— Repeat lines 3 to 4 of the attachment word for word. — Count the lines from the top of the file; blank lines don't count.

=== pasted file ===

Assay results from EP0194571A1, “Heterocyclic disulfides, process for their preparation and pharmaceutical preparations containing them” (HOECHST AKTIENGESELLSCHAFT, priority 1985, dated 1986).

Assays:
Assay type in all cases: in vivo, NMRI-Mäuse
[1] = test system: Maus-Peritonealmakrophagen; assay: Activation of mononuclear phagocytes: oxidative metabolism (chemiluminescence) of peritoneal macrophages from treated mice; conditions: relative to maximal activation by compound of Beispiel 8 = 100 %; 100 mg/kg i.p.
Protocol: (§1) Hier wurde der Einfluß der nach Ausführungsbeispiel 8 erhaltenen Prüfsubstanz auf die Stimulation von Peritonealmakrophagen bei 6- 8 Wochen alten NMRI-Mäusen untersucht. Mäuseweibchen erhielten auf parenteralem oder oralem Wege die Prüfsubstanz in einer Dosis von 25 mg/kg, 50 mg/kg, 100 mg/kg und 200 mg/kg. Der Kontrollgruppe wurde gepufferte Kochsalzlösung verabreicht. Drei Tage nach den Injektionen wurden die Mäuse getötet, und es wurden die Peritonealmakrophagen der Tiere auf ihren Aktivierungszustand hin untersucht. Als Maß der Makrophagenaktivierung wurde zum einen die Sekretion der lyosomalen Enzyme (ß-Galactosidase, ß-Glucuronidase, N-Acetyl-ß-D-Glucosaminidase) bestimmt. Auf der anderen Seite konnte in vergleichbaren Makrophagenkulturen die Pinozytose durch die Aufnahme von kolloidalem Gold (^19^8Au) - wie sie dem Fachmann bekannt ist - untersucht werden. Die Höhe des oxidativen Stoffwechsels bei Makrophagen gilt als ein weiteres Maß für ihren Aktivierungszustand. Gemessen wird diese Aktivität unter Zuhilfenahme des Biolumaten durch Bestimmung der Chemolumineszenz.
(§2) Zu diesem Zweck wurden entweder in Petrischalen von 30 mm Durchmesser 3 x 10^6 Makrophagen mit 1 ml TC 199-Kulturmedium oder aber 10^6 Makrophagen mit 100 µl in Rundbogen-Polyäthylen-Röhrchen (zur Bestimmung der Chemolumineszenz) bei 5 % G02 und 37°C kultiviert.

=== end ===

Assay type in all cases: in vivo, NMRI-Mäuse
[1] = test system: Maus-Peritonealmakrophagen; assay: Activation of mononuclear phagocytes: oxidative metabolism (chemiluminescence) of peritoneal macrophages from treated mice; conditions: relative to maximal activation by compound of Beispiel 8 = 100 %; 100 mg/kg i.p.